Response of kiwi to a range of baits and lures used for pest control in New Zealand : a thesis presented in partial fulfilment of the requirements for the degree of Master of Science in Ecology at Massey University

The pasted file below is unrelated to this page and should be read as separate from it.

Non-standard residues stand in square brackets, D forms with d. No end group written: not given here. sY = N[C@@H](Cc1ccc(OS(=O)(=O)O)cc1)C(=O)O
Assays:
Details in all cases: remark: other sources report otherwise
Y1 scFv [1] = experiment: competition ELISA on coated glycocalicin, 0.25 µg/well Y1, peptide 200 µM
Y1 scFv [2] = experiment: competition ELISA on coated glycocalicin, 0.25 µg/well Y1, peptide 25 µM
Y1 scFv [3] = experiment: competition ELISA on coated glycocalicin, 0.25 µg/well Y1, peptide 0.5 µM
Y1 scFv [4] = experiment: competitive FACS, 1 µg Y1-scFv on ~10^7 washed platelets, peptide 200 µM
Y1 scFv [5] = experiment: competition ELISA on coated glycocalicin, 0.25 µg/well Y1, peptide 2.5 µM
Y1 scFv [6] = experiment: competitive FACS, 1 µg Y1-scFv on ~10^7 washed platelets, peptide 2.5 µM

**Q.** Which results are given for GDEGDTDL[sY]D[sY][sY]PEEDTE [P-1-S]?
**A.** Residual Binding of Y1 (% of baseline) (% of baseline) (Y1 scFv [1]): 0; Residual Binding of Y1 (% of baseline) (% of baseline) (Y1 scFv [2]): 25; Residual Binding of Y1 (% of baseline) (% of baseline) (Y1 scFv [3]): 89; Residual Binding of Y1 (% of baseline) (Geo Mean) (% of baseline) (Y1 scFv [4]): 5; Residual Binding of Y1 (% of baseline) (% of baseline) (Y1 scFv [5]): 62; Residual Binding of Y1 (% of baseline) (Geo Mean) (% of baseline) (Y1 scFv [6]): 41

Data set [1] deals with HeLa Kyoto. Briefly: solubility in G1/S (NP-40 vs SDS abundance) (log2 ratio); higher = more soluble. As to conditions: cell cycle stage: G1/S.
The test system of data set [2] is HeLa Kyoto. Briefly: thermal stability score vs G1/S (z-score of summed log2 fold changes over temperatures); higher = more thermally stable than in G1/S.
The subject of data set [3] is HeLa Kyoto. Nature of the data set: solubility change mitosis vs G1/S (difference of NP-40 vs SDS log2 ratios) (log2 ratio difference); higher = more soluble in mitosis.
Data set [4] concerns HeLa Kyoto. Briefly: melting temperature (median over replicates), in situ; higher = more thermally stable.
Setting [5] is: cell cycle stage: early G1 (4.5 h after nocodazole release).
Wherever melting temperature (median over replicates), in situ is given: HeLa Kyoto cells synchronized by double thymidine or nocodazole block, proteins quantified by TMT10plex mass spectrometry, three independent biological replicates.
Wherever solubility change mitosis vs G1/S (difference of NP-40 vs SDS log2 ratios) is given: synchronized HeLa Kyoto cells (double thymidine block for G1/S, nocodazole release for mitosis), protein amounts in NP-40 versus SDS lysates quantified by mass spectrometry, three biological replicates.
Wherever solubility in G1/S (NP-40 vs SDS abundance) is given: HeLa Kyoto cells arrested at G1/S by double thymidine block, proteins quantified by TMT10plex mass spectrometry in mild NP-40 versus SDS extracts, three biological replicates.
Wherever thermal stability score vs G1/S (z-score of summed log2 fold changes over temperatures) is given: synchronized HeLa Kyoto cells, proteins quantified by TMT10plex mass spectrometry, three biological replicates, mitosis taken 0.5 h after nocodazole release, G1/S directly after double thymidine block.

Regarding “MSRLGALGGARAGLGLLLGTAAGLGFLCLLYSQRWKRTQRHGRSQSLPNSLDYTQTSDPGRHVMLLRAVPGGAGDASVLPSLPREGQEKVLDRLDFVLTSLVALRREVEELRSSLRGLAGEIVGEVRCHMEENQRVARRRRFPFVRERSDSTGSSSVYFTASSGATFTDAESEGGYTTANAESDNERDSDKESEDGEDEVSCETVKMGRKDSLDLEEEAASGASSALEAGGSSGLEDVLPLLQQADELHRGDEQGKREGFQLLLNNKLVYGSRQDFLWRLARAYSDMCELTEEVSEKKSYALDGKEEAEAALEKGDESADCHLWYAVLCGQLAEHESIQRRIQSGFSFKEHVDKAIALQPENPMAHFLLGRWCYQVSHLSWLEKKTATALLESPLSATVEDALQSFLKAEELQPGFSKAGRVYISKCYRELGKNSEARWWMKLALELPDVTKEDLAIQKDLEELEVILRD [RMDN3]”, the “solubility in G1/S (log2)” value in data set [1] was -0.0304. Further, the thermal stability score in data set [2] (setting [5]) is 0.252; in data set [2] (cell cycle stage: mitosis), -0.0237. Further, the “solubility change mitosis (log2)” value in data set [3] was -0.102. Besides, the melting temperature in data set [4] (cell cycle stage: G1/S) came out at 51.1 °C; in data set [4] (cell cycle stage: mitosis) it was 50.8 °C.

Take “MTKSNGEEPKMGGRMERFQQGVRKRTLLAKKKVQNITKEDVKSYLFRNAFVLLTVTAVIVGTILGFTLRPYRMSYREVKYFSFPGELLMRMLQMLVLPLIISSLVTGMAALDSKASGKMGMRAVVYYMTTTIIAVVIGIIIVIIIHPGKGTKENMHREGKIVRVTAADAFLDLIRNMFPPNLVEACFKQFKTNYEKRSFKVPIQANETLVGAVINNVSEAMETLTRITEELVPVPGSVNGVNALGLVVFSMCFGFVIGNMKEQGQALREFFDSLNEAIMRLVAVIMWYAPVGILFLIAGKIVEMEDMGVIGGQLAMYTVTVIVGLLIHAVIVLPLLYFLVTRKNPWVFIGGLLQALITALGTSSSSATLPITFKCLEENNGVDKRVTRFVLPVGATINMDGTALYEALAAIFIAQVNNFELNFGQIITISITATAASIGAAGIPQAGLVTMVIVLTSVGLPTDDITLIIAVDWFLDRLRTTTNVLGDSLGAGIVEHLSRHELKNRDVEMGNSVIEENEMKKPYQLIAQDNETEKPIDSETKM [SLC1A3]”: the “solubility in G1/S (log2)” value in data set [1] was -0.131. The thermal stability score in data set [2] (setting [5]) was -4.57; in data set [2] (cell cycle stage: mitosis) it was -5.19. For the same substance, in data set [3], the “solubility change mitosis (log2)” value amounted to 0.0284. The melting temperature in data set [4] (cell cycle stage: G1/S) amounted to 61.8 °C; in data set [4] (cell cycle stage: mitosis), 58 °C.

The primary aim of this thesis was to assess the palatability to North Island brown kiwi (Apteryx australis mantelli) of a range of non-toxic baits and flavours used to lure baits. During the wild bait trials incubation patterns of nesting male kiwi, chick behaviour and the presence of predators at the nesting burrow were recorded. A new 'improved' ground laid 1080 paste was also tested on a range of non-target bird species. All ten captive kiwi fed at least once on at least one bait type (i.e. carrot, No.7, RS5, apple pulp, and paste) but did not prefer any to their usual artificial diet. Wild kiwi did not feed on any bait type placed outside the nest entrance, but may have ingested apple pulp, or paste when they probed these baits. Results indicate that cereal-based baits are the safest bait type to sow aerially in kiwi habitat, while apple pulp baits are highly acceptable to kiwi. Cinnamon, aniseed, orange and clove flavours did not significantly attract or deter captive kiwi from feeding on portions of their usual diet. Insufficient flavoured cereal No.7 baits were eaten to determine whether any bait and flavour combination affected kiwi response to these baits. No wild kiwi fed on any cinnamon or orange flavoured No.7 cereal baits placed outside the nesting burrow, but kiwi did probe these baits. Incubating male kiwi left the nest once each night, except for two kiwi which sometimes left the nest twice in a night. One of these sometimes made three trips from the nest in a night. The active period of kiwi did not appear to be influenced by the number of times they emerged in a night. Male kiwi tended to spend less time away from the nest when chicks were due to hatch, following which they increased the time spent away. Possums, rats and mice regularly visited kiwi nests, but did not deter males from incubating, or harm kiwi eggs or chicks. Five species - robin, saddleback, blackbird, pukeko and weka, fed on a non-toxic cinnamon-lured form of 1080 paste. Species other than those mentioned rarely landed on the ground and therefore encountered paste infrequently. Captive weka found the paste highly palatable, while 24% of robins and possibly half of a pukeko family fed on the paste. All bird visits to the paste baits declined after the first day of exposure. Recommendations are made on the safe laying of paste baits in areas where robin, saddleback, weka or pukeko are present.